The current internal weakness in the NASDAQ 100 is the worst in years. There are other divergences popping up all over the place like IWO (US small cap stocks), underperforming large caps (SPY), and the DJ Transports (IYT) not confirming the new high in the DJ Industrials (DIA). The fact that sentiment readings are bullish and hedge fund investors have been chasing performance most of the year suggests we are likely getting very close to an important trading top.


This bull depends on the US consumer


Author Cam Hui

Posted: 19 Mar 2012

I suppose I should be happy. I was correctly bullish on stocks and the Dow has decisively broken through the 13K mark, the NASDAQ Composite is through 3,000 and the SPX has rallied above 1,400. Positive momentum was confirmed by overseas markets such as the European markets, which also staged upside breakouts through technical resistance. It turns out I was right, but for the wrong reasons.

Surprising leadership
What’s been surprising to me is the nature of the leadership in this rally. This rally was underpinned by global central bank liquidity. The BoJ, BoE, ECB and the Fed have all undertaken some form of quantitative easing and the flood of liquidity usually buoys asset inflationary expectations, which leads to rallies in commodities, cyclicals and high beta growth groups such as emerging markets. This time, the leadership in equities has not been in those sectors, but something more unusual.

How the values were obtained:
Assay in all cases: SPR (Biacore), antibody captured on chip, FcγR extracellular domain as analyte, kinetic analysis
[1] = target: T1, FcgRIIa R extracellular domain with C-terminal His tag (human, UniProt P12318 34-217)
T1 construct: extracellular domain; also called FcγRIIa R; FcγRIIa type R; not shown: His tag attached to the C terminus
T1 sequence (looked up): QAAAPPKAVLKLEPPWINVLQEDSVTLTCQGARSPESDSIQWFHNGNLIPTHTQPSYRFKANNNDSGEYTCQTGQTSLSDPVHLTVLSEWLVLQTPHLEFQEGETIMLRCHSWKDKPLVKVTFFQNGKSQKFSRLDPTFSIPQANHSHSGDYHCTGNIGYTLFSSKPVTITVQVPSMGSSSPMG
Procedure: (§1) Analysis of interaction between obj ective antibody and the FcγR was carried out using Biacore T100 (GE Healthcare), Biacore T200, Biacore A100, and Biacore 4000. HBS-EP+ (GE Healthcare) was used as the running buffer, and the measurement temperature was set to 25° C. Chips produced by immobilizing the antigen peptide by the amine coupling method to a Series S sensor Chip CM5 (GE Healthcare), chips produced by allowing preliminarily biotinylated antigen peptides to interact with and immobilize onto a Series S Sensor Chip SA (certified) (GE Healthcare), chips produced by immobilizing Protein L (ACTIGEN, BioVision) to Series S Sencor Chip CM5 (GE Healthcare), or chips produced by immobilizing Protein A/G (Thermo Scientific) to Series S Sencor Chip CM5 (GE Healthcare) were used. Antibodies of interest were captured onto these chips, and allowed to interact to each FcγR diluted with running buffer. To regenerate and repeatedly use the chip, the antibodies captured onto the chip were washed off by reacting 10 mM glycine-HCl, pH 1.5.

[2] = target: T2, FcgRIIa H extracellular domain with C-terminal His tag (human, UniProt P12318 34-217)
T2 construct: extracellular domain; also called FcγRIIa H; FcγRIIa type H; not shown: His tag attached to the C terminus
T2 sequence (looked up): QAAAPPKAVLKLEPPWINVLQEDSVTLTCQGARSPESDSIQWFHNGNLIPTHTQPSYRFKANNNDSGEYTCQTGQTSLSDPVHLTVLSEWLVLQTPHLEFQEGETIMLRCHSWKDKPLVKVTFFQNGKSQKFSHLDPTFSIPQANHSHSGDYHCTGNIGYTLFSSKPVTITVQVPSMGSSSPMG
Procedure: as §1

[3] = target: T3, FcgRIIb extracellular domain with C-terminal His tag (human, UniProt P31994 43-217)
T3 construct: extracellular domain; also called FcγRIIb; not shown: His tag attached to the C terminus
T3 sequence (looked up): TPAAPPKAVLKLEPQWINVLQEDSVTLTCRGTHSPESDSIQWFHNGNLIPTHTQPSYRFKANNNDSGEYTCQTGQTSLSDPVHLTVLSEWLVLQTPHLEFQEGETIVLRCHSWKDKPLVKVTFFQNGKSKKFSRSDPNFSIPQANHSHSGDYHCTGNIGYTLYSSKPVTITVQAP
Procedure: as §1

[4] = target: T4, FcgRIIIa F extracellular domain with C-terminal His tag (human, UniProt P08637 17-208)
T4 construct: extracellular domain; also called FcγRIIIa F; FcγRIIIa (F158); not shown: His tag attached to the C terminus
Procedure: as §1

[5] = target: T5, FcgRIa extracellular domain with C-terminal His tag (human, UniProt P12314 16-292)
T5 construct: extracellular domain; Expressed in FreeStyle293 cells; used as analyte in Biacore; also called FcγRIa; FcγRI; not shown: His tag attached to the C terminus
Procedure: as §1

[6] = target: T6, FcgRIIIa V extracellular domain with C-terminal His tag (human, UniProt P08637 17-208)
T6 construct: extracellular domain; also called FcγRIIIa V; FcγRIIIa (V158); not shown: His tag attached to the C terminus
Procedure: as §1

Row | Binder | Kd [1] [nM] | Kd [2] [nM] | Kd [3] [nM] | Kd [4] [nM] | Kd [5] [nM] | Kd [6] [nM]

Consider where the leadership has come from in this rally. First of all, the usual defensive sectors such as Utilities and Consumer Staples are lagging (not shown). Next, we see a turnaround in Financials, which is consistent with the narrow miss from a global financial meltdown from the eurozone crisis. The chart below shows the relative performance of Financials against the market. The sector has turned around and staged an upside relative breakout, which is not surprising under the circumstances.

Next, we see surprising leadership from Consumer Discretionary, which is providing leadership as it is in a well-defined relative uptrend against the market.

In another surprise, we see a similar pattern with the Homebuilders.

There is also apparent leadership from Technology stocks, but the relative performance of Technology is mainly from a single stock: Apple.

Consider the relative performance of the equal weighted NASDAQ 100, which largely eliminates the price performance of AAPL. Views in this context, the relative performance of the Technology sector has actually stalled and it’s been rolling over in the last month or so.